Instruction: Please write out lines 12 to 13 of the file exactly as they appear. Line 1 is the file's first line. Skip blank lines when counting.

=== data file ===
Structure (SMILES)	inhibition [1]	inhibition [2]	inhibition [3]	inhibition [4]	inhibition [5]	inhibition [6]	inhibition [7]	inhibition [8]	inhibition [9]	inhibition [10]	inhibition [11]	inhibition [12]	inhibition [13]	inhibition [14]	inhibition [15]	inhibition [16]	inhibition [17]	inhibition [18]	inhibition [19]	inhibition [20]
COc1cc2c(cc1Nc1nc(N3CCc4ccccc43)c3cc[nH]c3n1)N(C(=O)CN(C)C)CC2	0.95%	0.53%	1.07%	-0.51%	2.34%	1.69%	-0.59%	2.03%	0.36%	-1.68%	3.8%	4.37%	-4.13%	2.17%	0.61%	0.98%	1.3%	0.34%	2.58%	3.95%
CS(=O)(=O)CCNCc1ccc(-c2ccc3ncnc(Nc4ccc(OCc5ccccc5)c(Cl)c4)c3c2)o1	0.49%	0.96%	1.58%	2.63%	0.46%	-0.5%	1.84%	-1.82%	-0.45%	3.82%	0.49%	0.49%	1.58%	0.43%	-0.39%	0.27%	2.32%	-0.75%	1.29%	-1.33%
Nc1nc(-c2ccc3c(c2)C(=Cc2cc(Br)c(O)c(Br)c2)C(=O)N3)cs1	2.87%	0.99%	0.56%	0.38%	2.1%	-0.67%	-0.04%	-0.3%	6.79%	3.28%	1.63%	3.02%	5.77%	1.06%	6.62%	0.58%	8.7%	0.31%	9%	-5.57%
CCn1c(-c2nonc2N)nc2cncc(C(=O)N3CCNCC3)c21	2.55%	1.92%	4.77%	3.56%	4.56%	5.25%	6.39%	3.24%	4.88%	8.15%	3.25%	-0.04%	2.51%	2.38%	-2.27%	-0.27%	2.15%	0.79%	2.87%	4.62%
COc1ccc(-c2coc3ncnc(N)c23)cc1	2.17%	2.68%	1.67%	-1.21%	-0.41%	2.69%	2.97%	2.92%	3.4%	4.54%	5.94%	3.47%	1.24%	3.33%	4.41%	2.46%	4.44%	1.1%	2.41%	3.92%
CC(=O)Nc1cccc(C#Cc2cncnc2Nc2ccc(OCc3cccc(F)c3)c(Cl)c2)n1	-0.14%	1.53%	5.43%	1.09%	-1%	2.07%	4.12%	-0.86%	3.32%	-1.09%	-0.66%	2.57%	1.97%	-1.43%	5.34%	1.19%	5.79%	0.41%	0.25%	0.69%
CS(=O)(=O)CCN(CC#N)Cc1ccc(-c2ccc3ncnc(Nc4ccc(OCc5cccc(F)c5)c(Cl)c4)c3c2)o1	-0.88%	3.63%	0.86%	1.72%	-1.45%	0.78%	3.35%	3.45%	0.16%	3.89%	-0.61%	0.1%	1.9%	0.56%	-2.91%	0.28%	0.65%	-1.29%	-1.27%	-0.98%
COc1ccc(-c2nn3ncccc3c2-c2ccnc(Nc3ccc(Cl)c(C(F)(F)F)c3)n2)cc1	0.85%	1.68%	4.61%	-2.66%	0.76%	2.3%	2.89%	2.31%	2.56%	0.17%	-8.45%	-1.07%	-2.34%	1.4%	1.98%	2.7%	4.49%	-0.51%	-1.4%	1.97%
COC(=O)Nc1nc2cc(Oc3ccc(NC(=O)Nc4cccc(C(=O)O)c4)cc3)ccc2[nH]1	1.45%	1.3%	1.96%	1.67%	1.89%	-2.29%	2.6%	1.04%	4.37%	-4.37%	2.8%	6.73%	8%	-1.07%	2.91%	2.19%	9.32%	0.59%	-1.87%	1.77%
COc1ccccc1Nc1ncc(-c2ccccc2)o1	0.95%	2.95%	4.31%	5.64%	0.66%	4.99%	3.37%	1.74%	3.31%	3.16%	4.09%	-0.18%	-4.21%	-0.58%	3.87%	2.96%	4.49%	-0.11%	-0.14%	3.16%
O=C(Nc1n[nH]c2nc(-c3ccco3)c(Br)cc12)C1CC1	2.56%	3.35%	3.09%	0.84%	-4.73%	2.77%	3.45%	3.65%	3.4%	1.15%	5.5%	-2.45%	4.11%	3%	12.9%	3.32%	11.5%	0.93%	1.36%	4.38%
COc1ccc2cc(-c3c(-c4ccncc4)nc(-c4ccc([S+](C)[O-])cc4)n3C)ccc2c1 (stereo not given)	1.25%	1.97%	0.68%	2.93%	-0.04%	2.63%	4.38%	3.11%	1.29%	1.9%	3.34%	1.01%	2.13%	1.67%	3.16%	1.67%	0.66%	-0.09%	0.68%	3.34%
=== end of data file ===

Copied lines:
O=C(Nc1n[nH]c2nc(-c3ccco3)c(Br)cc12)C1CC1	2.56%	3.35%	3.09%	0.84%	-4.73%	2.77%	3.45%	3.65%	3.4%	1.15%	5.5%	-2.45%	4.11%	3%	12.9%	3.32%	11.5%	0.93%	1.36%	4.38%
COc1ccc2cc(-c3c(-c4ccncc4)nc(-c4ccc([S+](C)[O-])cc4)n3C)ccc2c1 (stereo not given)	1.25%	1.97%	0.68%	2.93%	-0.04%	2.63%	4.38%	3.11%	1.29%	1.9%	3.34%	1.01%	2.13%	1.67%	3.16%	1.67%	0.66%	-0.09%	0.68%	3.34%